Huh?

  13. thatsrich Says:

    I have the Shabadoo Swan Lake bit, and I am going to put it up on YouTube soon. Trying to find a better version, but I may have the only one around. It’s on a VHS tape from the 70s.

  14. Buster Jones – Remember Me « Soul Garage Says:

    [...] 502 – The Symbols – Blue Autumn / Bumpity Bump 508 – King Errison – Camelot / Jing Jing 509 – Don (Soul Train) Campbell – Campbell Lock 510 – Sonny Craver – I Wanna Thank You/Oh Huh, Oh Yeah 511 – Bobbie Williams – Singing [...]

  15. Jerry King Says:

    I am with the Second Resurrection Band aka The Joe Tex Show Band. We did shows with The Lockers in San Francisco. Stanson Records has a ’45′ by us entitled “Don’t Let Daylight Catch You” produced by Henry Graham. It was recorded around 1976-1977 in Los Angeles. We have not seen or heard the “45,” but we heard it was released. We also do not know if there is an album released, but we heard of one with our name spelled 2nd Re$$urection. Please contact me as to this music. We also would like to know if the song “Smoke In The Disco” was released and above all, where can we find any copies of anything. Thanks for your time. Jerry King (770) 900-3745 – Atlanta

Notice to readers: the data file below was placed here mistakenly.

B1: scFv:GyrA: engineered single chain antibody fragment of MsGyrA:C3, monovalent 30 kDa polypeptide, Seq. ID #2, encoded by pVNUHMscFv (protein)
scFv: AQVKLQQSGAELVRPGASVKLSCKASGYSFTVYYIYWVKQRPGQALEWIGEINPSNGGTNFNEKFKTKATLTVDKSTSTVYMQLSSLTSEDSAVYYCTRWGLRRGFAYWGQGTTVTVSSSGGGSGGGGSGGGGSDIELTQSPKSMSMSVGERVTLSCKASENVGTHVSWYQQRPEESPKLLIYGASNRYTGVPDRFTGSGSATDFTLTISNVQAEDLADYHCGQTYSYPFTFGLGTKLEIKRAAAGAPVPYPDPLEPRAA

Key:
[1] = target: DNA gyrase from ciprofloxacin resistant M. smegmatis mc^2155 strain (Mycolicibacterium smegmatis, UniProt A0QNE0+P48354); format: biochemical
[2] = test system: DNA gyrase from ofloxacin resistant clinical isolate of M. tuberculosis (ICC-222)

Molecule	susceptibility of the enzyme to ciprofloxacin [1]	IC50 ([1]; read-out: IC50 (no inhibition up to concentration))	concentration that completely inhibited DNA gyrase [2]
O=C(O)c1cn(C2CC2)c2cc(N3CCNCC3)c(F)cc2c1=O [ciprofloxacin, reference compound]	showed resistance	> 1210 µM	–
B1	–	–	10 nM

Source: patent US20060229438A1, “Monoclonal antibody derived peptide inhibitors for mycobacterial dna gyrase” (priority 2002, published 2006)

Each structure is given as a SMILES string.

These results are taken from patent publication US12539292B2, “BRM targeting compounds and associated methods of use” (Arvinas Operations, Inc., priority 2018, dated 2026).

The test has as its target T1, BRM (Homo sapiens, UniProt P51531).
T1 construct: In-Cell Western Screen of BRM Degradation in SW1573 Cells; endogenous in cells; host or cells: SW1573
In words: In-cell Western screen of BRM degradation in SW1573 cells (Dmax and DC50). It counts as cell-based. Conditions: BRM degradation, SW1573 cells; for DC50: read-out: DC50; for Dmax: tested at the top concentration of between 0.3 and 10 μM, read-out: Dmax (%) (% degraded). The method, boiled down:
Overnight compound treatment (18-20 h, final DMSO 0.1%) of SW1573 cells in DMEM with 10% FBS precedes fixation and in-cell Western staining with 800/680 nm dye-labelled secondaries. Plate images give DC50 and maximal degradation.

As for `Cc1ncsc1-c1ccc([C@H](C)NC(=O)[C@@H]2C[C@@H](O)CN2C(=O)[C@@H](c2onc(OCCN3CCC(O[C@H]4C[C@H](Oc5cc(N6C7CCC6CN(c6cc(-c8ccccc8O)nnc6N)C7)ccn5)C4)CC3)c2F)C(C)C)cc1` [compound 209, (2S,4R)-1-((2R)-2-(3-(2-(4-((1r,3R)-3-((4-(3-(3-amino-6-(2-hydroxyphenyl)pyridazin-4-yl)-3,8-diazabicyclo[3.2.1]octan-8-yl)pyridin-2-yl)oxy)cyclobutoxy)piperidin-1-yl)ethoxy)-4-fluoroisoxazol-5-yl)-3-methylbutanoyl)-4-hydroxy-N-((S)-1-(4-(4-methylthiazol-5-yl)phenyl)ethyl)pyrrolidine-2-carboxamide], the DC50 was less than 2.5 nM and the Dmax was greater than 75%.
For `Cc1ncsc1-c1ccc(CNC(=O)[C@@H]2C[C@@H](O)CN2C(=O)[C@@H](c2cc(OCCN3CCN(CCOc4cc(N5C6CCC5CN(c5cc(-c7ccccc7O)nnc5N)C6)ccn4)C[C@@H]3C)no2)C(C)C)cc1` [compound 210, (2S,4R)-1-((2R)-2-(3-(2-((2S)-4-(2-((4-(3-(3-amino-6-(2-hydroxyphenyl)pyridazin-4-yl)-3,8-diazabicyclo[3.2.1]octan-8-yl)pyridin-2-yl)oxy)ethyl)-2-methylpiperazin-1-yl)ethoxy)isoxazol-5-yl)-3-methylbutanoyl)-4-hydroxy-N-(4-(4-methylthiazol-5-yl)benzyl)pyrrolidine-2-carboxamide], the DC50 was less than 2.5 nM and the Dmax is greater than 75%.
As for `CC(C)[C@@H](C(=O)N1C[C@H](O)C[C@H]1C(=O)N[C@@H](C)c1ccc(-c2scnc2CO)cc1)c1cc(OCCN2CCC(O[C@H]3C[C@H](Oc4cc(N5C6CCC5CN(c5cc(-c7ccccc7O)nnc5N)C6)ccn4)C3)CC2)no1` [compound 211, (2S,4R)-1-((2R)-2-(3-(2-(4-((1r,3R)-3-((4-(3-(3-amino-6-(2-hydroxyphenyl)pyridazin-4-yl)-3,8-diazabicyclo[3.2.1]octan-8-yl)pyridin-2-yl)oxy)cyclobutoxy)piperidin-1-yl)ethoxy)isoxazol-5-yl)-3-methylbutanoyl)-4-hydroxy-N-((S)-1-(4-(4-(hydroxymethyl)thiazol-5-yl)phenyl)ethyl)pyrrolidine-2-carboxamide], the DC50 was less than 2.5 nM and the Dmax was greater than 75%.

16. Jay Roberts Says:

    Toni Basil was a FOUNDING member of The Lockers. She was Don Campbell’s dance partner and thanks to her, The Locker’s became a group and started working professionally. Toni Basil is a master at all forms of dance and was hip enough to bring street dancing from the clubs into the mainstream by discovering amazing street dancers. There we’re no rotating members either, just a couple dancer’s who filled in like once or twice to cover for a member who couldn’t make a gig. After she left the group she used several members in her later projects like music videos and TV specials in Europe. She created a short film that was a street version of Swan Lake a few years after the Lockers broke up. The true history will be at http://www.TheLockersDance.com